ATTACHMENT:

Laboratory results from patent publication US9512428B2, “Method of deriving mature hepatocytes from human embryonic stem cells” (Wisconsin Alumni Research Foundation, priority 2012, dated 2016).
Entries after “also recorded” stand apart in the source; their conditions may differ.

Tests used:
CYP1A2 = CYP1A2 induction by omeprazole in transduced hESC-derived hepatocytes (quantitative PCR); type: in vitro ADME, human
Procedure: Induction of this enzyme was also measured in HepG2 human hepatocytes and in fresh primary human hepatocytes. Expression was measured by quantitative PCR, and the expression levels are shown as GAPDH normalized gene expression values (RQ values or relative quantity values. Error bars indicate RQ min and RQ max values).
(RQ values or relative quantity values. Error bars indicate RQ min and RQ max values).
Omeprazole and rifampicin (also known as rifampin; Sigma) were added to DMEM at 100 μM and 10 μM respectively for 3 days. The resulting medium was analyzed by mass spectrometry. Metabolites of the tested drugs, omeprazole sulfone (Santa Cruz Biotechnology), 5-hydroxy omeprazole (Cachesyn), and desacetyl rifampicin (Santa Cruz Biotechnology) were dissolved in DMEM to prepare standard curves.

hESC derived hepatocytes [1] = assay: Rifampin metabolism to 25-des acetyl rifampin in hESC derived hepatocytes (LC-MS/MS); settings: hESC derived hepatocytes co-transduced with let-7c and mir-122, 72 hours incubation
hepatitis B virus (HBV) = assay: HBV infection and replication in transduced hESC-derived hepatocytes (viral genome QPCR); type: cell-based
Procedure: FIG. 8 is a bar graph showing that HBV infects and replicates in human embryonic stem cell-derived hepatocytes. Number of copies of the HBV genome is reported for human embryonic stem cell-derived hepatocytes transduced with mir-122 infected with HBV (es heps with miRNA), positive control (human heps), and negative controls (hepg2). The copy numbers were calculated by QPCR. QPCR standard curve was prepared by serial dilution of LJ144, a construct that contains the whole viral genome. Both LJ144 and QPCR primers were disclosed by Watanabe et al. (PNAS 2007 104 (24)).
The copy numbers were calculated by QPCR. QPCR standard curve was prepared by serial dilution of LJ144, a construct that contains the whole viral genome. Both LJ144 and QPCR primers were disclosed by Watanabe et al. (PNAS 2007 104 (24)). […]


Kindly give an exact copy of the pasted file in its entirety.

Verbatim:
Laboratory results from patent publication US9512428B2, “Method of deriving mature hepatocytes from human embryonic stem cells” (Wisconsin Alumni Research Foundation, priority 2012, dated 2016).
Entries after “also recorded” stand apart in the source; their conditions may differ.

Tests used:
CYP1A2 = CYP1A2 induction by omeprazole in transduced hESC-derived hepatocytes (quantitative PCR); type: in vitro ADME, human
Procedure: Induction of this enzyme was also measured in HepG2 human hepatocytes and in fresh primary human hepatocytes. Expression was measured by quantitative PCR, and the expression levels are shown as GAPDH normalized gene expression values (RQ values or relative quantity values. Error bars indicate RQ min and RQ max values).
(RQ values or relative quantity values. Error bars indicate RQ min and RQ max values).
Omeprazole and rifampicin (also known as rifampin; Sigma) were added to DMEM at 100 μM and 10 μM respectively for 3 days. The resulting medium was analyzed by mass spectrometry. Metabolites of the tested drugs, omeprazole sulfone (Santa Cruz Biotechnology), 5-hydroxy omeprazole (Cachesyn), and desacetyl rifampicin (Santa Cruz Biotechnology) were dissolved in DMEM to prepare standard curves.

hESC derived hepatocytes [1] = assay: Rifampin metabolism to 25-des acetyl rifampin in hESC derived hepatocytes (LC-MS/MS); settings: hESC derived hepatocytes co-transduced with let-7c and mir-122, 72 hours incubation
hepatitis B virus (HBV) = assay: HBV infection and replication in transduced hESC-derived hepatocytes (viral genome QPCR); type: cell-based
Procedure: FIG. 8 is a bar graph showing that HBV infects and replicates in human embryonic stem cell-derived hepatocytes. Number of copies of the HBV genome is reported for human embryonic stem cell-derived hepatocytes transduced with mir-122 infected with HBV (es heps with miRNA), positive control (human heps), and negative controls (hepg2). The copy numbers were calculated by QPCR. QPCR standard curve was prepared by serial dilution of LJ144, a construct that contains the whole viral genome. Both LJ144 and QPCR primers were disclosed by Watanabe et al. (PNAS 2007 104 (24)).
The copy numbers were calculated by QPCR. QPCR standard curve was prepared by serial dilution of LJ144, a construct that contains the whole viral genome. Both LJ144 and QPCR primers were disclosed by Watanabe et al. (PNAS 2007 104 (24)). […]